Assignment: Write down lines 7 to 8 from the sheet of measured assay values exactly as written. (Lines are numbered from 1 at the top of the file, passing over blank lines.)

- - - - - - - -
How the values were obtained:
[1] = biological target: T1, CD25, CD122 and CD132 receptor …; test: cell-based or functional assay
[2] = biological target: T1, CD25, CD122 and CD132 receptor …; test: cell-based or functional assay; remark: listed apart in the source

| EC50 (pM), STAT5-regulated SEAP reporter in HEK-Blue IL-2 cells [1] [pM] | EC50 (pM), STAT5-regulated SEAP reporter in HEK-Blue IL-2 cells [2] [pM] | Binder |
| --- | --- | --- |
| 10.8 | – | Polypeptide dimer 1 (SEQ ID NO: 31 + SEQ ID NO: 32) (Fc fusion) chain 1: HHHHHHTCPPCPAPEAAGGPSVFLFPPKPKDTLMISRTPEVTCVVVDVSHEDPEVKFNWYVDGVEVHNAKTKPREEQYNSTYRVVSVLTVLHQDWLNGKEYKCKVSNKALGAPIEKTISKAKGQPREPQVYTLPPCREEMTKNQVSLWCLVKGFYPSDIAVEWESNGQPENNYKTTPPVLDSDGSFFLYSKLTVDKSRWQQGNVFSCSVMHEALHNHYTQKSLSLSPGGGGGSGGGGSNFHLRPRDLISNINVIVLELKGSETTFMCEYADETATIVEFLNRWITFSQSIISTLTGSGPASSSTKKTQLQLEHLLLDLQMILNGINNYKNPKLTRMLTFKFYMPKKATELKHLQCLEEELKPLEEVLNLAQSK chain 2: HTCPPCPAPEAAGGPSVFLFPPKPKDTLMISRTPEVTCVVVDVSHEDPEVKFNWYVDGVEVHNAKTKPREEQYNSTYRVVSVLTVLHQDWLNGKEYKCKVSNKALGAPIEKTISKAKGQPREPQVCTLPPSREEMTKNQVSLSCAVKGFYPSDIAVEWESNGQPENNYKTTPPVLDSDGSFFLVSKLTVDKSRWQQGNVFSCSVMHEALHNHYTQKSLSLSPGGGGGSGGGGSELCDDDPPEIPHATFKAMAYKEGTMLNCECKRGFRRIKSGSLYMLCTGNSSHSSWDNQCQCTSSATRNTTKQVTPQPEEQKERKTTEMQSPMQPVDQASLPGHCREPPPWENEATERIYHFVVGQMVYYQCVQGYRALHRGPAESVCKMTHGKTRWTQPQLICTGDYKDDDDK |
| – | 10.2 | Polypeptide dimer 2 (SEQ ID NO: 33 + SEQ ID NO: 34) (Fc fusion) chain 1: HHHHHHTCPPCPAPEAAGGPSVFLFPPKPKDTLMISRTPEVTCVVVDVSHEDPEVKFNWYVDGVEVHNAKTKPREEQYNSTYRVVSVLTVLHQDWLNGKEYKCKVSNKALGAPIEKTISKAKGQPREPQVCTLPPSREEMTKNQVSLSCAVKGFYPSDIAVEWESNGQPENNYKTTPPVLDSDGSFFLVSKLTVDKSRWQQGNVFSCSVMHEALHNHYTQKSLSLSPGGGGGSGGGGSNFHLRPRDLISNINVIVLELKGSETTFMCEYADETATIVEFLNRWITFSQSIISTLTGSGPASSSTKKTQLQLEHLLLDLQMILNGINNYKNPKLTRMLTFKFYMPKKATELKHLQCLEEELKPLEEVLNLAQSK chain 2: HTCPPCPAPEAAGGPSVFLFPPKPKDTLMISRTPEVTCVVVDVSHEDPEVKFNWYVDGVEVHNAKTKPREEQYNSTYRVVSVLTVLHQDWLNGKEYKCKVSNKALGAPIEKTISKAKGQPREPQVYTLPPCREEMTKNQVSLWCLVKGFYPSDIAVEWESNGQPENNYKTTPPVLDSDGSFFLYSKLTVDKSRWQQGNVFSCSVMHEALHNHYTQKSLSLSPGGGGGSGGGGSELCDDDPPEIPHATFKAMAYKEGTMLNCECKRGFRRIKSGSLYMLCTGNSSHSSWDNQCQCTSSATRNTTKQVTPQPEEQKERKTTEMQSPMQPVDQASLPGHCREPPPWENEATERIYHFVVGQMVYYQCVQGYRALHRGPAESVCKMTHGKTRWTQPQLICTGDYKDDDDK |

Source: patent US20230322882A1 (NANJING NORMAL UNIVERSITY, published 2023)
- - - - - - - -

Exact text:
| – | 10.2 | Polypeptide dimer 2 (SEQ ID NO: 33 + SEQ ID NO: 34) (Fc fusion) chain 1: HHHHHHTCPPCPAPEAAGGPSVFLFPPKPKDTLMISRTPEVTCVVVDVSHEDPEVKFNWYVDGVEVHNAKTKPREEQYNSTYRVVSVLTVLHQDWLNGKEYKCKVSNKALGAPIEKTISKAKGQPREPQVCTLPPSREEMTKNQVSLSCAVKGFYPSDIAVEWESNGQPENNYKTTPPVLDSDGSFFLVSKLTVDKSRWQQGNVFSCSVMHEALHNHYTQKSLSLSPGGGGGSGGGGSNFHLRPRDLISNINVIVLELKGSETTFMCEYADETATIVEFLNRWITFSQSIISTLTGSGPASSSTKKTQLQLEHLLLDLQMILNGINNYKNPKLTRMLTFKFYMPKKATELKHLQCLEEELKPLEEVLNLAQSK chain 2: HTCPPCPAPEAAGGPSVFLFPPKPKDTLMISRTPEVTCVVVDVSHEDPEVKFNWYVDGVEVHNAKTKPREEQYNSTYRVVSVLTVLHQDWLNGKEYKCKVSNKALGAPIEKTISKAKGQPREPQVYTLPPCREEMTKNQVSLWCLVKGFYPSDIAVEWESNGQPENNYKTTPPVLDSDGSFFLYSKLTVDKSRWQQGNVFSCSVMHEALHNHYTQKSLSLSPGGGGGSGGGGSELCDDDPPEIPHATFKAMAYKEGTMLNCECKRGFRRIKSGSLYMLCTGNSSHSSWDNQCQCTSSATRNTTKQVTPQPEEQKERKTTEMQSPMQPVDQASLPGHCREPPPWENEATERIYHFVVGQMVYYQCVQGYRALHRGPAESVCKMTHGKTRWTQPQLICTGDYKDDDDK |

Source: patent US20230322882A1 (NANJING NORMAL UNIVERSITY, published 2023)